The Leveson Inquiry into UK press standards and practices was officially shut down yesterday, meaning there will not be a second portion of the inquiry dubbed Leveson Two. “The second part was scheduled to consider the extent of improper conduct and governance failings by individual newspaper groups, how these were investigated by the police and whether police officers received corrupt payments or inducements,” the BBC reported.
The Leveson Inquiry was created as the phone hacking scandal consumed UK media back in 2011. As readers may remember, in July 2011, the UK Guardian reported that the News Corp.-owned News of the World had hacked in 2002 the voicemail of teenager Milly Dowler, who was then-missing and later found dead. That hacking allegation was one of many allegations made in 2011 of press wrongdoing, and the News of the World shut down publication days later.
Then-Prime Minister David Cameron established the inquiry in 2011, saying it was to be a two-part inquiry. According to the Leveson Inquiry website, “Part 2 of the Inquiry cannot commence until the current police investigations and any subsequent criminal proceedings have been completed.”
In Parliament, the Culture Secretary Matt Hancock made the announcement of the inquiry “formally closing,”saying it was because the “world had changed” since the Leveson Inquiry began and the press improved. “We do not believe that this costly and time-consuming public inquiry is the right way forward,” he is quoted as saying. Further, he said that the UK press regulator the Independent Press Standards Organisation “largely complied with Leveson’s recommendations.”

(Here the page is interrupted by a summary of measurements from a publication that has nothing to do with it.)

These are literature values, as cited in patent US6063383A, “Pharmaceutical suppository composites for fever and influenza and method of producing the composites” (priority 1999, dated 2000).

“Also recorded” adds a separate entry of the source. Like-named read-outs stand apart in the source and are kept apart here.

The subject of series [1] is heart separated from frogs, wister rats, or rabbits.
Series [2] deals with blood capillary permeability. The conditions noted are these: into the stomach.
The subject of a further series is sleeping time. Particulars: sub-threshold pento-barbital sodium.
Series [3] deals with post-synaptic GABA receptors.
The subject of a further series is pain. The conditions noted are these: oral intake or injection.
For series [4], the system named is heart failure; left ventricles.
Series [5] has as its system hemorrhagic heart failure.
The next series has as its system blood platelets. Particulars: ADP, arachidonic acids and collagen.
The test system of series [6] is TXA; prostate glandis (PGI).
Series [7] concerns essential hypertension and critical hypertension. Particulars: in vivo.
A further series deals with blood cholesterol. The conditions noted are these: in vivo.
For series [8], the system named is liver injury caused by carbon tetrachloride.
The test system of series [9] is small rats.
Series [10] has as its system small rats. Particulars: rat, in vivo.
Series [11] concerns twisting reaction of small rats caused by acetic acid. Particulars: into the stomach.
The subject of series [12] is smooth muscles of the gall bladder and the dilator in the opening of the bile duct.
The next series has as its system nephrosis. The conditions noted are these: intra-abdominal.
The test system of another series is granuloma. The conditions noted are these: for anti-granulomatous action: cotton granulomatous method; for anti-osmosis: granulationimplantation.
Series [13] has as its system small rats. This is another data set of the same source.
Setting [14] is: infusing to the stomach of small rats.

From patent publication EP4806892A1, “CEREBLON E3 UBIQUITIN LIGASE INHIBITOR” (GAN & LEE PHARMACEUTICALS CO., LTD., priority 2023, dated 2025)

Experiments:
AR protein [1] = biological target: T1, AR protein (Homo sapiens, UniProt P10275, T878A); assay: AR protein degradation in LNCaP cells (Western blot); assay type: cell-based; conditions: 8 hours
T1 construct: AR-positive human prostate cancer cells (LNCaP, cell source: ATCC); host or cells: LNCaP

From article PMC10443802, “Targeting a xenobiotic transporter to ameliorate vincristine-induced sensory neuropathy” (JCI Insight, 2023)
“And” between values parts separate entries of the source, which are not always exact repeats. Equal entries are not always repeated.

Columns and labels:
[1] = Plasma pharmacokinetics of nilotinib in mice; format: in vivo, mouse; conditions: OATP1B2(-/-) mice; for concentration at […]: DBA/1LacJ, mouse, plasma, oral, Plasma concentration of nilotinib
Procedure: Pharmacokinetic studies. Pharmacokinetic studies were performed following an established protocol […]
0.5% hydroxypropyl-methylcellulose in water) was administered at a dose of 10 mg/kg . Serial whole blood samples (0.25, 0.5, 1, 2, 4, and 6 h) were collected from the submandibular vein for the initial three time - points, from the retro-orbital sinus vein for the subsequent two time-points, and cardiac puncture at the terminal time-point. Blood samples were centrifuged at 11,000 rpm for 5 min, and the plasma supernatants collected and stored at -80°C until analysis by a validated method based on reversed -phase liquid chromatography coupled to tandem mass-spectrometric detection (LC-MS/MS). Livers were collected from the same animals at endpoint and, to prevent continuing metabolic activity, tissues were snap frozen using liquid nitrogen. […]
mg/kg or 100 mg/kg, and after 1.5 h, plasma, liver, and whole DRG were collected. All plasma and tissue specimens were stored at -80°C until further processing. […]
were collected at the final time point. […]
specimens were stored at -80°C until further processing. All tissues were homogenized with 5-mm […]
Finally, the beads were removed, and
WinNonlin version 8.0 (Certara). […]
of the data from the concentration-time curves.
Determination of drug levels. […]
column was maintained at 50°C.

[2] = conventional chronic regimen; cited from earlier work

Further, Hancock remarked, “So it is clear that we have seen significant progress, from publications, from the police and also from the newly formed regulator.” iMediaEthics wrote to Hancock’s office for more information about the decision and reaction. Hancock’s office pointed iMediaEthics to his statement in Parliament.
Hancock also said that the government plans to repeal Section 40 of the Crime and Courts Act, which would require media outlets “to pay legal costs in libel cases whether they won or lost,” Sky News reported.
iMediaEthics also wrote to the judicial offices, where Leveson works, for his response to the closure. A senior press officer at the judicial office said Leveson isn’t commenting “in keeping with his long standing convention,” but pointed to his Jan. 23 letter to the government outlining his position.
In that Jan. 23 letter to Hancock, published yesterday, Leveson argued that part two of the inquiry should start “as soon as possible.”
“I have no doubt that there is still a legitimate expectation on behalf of the public and, in particular, the alleged victims of phone hacking and other unlawful conduct, that there will be a full public examination of the circumstances that allowed that behaviour to develop and clear reassurances that nothing of the same scale could occur again: That is what they were promised,” he wrote.